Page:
Varadkar backs Naughten to oversee future media mergers
Under-fire minister keeps power to regulate mergers
Taoiseach Leo Varadkar is digging in behind Denis Naughten and insisting the under-fire minister will be free to rule on future media mergers despite mounting questions over his judgment.
However, Labour Party Leader Brendan Howlin said Mr Naughten should be stripped of his powers until he admits he made a "serious error in judgment".
The minister was forced to address the Dail last week after it emerged he discussed the proposed takeover of Celtic Media by Independent News and Media (INM) with a lobbyist representing the newspaper group.
Mr Naughten faced calls to recuse himself from any role in media regulation after a conversation with former government press secretary Eoghan O Neachtain emerged in a High Court affidavit lodged by the Office of the Director of Corporate Enforcement (ODCE).
But yesterday, the Taoiseach said he has "absolute confidence" in his minister and insisted he will be allowed to continue overseeing media regulation in this country.
"Fundamentally let's not forget that Denis Naughten didn't do a favour for anyone, he didn't do a favour for INM, he didn't do a favour for Denis O'Brien," he said.
"All he did is what he should have done as minister which was to follow the law and to be guided by his official advice and delayed the merger by referring to the Broadcasting Authority of Ireland (BAI)," he added.
However, Mr Howlin said Mr Naughten does not believe he did anything wrong and for that reason should not have the responsibility for media regulation.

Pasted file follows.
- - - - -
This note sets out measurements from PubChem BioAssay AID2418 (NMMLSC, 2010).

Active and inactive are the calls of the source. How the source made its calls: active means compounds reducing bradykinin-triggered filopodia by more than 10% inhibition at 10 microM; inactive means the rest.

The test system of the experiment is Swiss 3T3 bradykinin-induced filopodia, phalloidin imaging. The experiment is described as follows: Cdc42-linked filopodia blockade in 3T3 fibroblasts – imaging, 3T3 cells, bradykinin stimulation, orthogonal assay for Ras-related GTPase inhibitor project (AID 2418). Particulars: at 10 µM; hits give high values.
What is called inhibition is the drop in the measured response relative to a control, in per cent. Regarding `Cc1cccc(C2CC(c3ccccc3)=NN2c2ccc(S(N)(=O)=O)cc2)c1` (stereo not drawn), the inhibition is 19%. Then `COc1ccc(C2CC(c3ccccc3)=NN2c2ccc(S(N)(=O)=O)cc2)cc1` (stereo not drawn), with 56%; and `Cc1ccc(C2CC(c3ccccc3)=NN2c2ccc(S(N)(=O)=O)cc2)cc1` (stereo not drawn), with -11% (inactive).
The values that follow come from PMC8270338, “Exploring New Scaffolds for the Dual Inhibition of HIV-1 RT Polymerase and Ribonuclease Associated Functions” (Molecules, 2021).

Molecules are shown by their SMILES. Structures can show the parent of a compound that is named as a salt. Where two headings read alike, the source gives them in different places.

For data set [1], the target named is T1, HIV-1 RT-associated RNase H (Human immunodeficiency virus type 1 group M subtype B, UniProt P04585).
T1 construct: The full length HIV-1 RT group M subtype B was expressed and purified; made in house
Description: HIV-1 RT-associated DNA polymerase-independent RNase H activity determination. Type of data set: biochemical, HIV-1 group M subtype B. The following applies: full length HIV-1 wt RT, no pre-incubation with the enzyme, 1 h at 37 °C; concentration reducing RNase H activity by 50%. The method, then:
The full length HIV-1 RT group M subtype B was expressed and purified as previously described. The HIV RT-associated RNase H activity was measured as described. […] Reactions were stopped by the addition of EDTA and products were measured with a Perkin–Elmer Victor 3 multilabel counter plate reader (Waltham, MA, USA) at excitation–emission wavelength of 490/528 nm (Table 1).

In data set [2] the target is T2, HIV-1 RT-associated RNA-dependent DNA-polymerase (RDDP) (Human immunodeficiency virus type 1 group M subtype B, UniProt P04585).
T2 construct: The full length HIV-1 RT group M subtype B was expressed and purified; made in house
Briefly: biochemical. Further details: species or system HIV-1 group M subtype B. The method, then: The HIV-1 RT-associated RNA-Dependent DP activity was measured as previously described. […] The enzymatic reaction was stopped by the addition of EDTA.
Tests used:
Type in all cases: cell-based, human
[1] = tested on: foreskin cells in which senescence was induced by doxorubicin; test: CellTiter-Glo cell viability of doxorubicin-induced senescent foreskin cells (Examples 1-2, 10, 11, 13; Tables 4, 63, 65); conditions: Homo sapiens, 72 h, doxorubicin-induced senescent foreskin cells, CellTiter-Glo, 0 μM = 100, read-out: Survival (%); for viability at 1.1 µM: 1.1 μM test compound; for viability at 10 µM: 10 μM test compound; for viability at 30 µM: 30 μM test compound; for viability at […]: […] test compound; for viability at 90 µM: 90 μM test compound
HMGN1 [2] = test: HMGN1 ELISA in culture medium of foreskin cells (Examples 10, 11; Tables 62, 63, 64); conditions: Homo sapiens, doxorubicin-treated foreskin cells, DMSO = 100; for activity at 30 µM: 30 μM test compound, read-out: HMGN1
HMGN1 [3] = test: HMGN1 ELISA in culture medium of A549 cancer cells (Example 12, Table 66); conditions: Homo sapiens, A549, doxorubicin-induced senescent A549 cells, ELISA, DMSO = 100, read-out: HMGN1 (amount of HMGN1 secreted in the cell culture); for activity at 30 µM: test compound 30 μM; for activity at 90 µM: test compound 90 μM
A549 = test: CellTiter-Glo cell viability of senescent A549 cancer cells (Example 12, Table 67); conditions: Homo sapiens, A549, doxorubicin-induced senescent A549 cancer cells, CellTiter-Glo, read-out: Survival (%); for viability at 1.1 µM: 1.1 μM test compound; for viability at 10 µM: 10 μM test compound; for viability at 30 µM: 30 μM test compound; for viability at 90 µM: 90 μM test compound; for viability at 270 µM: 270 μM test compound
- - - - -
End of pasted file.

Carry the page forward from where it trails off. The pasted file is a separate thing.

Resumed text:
"Unless he acknowledges what happened was entirely wrong and undertakes that it won't happen again, you can't have confidence in his independence in future positions of this nature," he told the Sunday Independent.
Last week Mr Naughten admitted he took a call from Mr O Neachtain who was working for INM in November 2016 during which he expressed a "personal view" that a proposed takeover of the regional newspaper group Celtic Media by INM was likely to be referred to the Broadcasting Authority of Ireland (BAI).
As part of its application to have inspectors appointed to investigate corporate governance issues at INM, ODCE alleges Mr O Neachtain briefed his colleague Nigel Heneghan on the phone call. In turn, Mr Heneghan emailed INM's then chairman Leslie Buckley, alerting him to the minister's thinking. The State's corporate watchdog claims Mr Buckley forwarded this message to INM's biggest shareholder, Denis O'Brien, in a move that may amount to disclosing "inside information" and potentially a breach of stock market rules.
Mr Varadkar also said he would like to have "much more diversity" in Irish media.
"I think we could have much better media in this country but I don't think it's about one particular media group or one particular individual," he said.
"The questions arises at what point do you say that ownership is not diverse enough. We have RTE, for example, which is State owned, but is very dominant in the broadcasting space.
"Are they too dominant for example and the same thing applies to radio stations and print. At what point is it too much," he added.